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Leslie Bates

A Demolition Of Dorsai By Gordon R. Dickson

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Or how not to write a science fiction novel.

As part of my project to write a science fiction novel I am re-reading DORSAI! Yes, the exclamation point is part of the title. This is the first novel in a series of ubermensch fantasies by Gordon R. Dickson. I am reading it with the intent of deconstructing it as an example of military science fiction with mercenaries. My goal as a novelist is to create a depiction of the a similar band of mercenaries and show how a rational nation would be deal with them.

Here’s the first paragraph from the chapter titled MERCENARY III:

Returning again up the corridor toward the bow of the ship, Donal allowed himself to wonder, a little wistfully, about this incubus of his own strange difference from other people. He had thought to leave it behind with his cadet uniform. Instead, it seemed, it continued to ride with him, still perched on his shoulders. Always it had been this way. What seemed so plain, and simple and straightforward to himself, had always struck others as veiled, tortuous, and involved. Always he had been like a stranger passing trough a town, the ways of whose people were different, and who looked on him with a lack of understanding amounting to suspicion. Their language failed on the doorstep of his motives and could not enter the lonely mansion of his mind. They said “enemy” and “friend”; they said “strong” and “weak”–“them” and “us”. They set up a thousand arbitrary classifications and distinctions which he could not comprehend, convinced as he was that all people were only people–and there was very little to choose between them. Only, you dealt with them as individuals, one by one; and always remembering to be patient. And if you did this successfully, then the larger, group things came out right.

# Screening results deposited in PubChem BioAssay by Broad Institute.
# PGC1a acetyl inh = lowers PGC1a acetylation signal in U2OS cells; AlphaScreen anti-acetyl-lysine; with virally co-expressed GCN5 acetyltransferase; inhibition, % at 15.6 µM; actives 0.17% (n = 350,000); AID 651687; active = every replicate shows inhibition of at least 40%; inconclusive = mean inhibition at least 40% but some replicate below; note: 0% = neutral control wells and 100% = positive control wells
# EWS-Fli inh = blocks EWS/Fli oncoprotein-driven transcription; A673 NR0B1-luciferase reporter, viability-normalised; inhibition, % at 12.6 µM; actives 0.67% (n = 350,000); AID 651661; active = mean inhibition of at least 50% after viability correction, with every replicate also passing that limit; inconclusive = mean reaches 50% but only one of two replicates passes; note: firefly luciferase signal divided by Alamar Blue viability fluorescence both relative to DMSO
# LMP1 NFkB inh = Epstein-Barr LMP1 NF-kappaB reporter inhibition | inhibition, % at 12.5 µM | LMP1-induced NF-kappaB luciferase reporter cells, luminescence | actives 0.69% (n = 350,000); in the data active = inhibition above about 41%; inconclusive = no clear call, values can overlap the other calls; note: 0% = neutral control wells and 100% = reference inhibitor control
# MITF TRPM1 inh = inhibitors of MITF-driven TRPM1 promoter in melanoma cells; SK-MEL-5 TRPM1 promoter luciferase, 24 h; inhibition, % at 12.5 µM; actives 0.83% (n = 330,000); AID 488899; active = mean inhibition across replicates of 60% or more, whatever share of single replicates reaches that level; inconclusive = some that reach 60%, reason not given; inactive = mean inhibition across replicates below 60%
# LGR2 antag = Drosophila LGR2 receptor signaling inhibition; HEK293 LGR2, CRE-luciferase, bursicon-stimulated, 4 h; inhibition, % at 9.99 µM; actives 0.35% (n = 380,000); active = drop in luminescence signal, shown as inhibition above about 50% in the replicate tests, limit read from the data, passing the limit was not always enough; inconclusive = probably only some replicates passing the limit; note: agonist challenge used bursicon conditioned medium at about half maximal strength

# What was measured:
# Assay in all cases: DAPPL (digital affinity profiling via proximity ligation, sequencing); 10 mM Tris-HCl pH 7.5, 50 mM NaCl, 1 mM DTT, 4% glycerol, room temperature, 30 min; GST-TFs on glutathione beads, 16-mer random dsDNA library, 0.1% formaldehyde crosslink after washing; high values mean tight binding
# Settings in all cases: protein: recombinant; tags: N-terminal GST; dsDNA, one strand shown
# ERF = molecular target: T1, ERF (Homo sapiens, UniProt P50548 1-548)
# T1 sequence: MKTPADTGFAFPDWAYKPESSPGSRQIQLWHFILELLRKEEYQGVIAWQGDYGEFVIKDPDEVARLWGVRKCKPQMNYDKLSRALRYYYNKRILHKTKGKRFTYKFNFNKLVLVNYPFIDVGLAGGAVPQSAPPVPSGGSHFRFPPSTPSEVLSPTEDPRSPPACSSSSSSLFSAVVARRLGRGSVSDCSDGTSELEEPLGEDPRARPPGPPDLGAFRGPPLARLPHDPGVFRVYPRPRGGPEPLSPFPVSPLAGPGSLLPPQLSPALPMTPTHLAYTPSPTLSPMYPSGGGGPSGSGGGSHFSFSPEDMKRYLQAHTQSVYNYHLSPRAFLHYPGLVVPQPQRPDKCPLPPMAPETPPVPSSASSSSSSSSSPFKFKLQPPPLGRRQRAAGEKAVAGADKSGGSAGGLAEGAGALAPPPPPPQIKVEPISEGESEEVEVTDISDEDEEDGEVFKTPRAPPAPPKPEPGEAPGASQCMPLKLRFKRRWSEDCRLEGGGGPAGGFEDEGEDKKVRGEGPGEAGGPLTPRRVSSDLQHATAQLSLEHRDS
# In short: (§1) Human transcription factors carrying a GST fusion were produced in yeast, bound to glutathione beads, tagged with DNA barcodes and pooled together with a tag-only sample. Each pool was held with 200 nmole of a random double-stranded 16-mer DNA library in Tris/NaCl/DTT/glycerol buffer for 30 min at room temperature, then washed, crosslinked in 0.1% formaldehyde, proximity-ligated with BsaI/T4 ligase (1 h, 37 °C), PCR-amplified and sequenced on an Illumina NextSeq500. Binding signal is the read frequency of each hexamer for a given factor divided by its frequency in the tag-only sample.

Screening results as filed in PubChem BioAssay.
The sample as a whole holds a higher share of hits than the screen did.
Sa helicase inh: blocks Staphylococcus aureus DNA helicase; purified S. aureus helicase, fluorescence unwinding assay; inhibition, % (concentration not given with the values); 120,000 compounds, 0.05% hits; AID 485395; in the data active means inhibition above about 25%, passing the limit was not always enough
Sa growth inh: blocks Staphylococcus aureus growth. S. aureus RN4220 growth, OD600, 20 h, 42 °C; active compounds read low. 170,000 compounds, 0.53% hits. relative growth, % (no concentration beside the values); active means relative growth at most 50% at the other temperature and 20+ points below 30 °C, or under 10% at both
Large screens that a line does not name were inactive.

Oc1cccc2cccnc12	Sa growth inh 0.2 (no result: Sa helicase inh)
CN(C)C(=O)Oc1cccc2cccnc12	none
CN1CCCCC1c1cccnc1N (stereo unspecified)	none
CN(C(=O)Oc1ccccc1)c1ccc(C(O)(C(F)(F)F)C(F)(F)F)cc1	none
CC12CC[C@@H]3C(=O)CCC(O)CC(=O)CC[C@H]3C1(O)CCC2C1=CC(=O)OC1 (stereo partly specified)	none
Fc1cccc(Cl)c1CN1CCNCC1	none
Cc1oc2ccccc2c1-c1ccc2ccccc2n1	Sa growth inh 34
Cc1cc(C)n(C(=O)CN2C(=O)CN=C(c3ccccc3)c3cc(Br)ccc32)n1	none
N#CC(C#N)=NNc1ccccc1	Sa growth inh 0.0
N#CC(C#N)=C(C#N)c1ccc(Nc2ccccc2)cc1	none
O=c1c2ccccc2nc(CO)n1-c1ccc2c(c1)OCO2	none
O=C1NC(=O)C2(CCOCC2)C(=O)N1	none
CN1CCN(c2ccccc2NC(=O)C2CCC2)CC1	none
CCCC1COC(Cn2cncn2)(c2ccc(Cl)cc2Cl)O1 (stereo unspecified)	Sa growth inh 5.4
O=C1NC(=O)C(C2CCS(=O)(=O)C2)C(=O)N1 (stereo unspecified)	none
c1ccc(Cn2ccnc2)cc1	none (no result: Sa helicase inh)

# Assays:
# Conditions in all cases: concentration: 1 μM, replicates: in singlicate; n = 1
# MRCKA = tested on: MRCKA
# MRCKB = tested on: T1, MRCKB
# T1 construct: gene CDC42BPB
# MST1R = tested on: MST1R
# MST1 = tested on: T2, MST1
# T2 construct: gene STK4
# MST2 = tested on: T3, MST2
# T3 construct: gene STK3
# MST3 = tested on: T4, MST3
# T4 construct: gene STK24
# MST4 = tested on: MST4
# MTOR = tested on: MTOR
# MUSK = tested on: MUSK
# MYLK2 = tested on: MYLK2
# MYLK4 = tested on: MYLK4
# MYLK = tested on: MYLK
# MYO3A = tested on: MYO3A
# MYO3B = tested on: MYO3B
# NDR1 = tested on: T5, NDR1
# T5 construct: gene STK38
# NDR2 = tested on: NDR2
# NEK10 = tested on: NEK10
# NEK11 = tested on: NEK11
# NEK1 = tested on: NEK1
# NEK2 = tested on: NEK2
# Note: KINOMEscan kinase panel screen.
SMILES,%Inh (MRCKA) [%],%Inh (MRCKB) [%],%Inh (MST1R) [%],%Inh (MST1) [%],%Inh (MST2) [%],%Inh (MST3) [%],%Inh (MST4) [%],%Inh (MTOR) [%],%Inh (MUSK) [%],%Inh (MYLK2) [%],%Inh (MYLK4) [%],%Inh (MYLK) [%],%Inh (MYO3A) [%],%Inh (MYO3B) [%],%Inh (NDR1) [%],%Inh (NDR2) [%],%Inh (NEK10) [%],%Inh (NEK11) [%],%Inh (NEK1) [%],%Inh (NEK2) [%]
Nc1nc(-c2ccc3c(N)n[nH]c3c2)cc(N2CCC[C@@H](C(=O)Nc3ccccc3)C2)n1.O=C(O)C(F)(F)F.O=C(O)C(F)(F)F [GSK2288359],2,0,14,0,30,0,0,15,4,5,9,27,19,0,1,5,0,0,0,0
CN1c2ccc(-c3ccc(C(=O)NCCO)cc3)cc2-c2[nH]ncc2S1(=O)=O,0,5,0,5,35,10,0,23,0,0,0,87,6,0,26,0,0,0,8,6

Can you understand that? Was Dickson an English Literature major at the U of M?

ASTOUNDING SCIENCE FICTION, the periodical that published this serially in 1959 did pay a penny a word. But this amount of barely incomprehensible verbiage is simply absurd.

Dickson attempts to recreate the European political environment prior to the Treaty Of Westphalia (1648), a time when the use of specifically raised and organized mercenary units was commonplace. Civil wars within what should be sovereign nation states are commonplace. Dickson also creates a moral nightmare. A universe where the Right Of Life is legally negated. An individual may be conscripted by the state and forced to work on another world in trade for another worker with knowledge in another field. Or die as cannon fodder in a foreign war. And the penalty for an individual who broke this so-called contract is death.

Dickson may not have understood the concept of government. But then he was a graduate of the University Of Minnesota.

What is very apparent when reading this and the other works in the series is that Dickson adopted a Platonist metaphysics. What passes for philosophy is a gibberish of Eastern Mysticism and Racial Collectivism along with the open practice of magic. In fact the overall plot of the series, such it was, is completely dependent on the occurrence of magical events. It would more accurate to describe this series as a work of fantasy instead of science fiction. In THE FINAL ENCYCLOPEDIA, Dickson actually wrote a scene set on the Platonic World Of Forms. And at the end of the initial novel Dickson has his protagonist literally commanding the antagonist to suffer. And the antagonist magically does so.

If reality is unreal in a fictional universe, why bother to write about it?